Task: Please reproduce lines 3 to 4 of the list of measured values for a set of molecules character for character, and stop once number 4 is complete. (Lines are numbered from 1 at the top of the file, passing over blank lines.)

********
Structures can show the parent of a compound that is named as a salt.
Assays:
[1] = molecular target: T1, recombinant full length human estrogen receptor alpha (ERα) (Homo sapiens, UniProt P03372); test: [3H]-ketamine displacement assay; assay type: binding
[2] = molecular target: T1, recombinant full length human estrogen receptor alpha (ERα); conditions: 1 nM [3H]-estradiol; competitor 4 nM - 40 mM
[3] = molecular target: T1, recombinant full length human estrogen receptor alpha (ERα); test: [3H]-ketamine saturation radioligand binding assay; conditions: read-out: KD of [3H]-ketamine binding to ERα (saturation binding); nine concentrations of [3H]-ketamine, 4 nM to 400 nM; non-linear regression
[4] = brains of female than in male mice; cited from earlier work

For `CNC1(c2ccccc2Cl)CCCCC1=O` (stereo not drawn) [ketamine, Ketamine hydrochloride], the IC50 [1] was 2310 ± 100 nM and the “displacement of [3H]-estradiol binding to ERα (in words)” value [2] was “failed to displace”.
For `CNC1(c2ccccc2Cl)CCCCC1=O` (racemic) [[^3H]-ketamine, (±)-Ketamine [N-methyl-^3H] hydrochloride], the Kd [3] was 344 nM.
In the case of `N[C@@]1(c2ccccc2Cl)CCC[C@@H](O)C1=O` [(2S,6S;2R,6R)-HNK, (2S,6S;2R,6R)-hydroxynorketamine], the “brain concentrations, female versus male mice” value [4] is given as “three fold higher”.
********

[1] = molecular target: T1, recombinant full length human estrogen receptor alpha (ERα) (Homo sapiens, UniProt P03372); test: [3H]-ketamine displacement assay; assay type: binding
[2] = molecular target: T1, recombinant full length human estrogen receptor alpha (ERα); conditions: 1 nM [3H]-estradiol; competitor 4 nM - 40 mM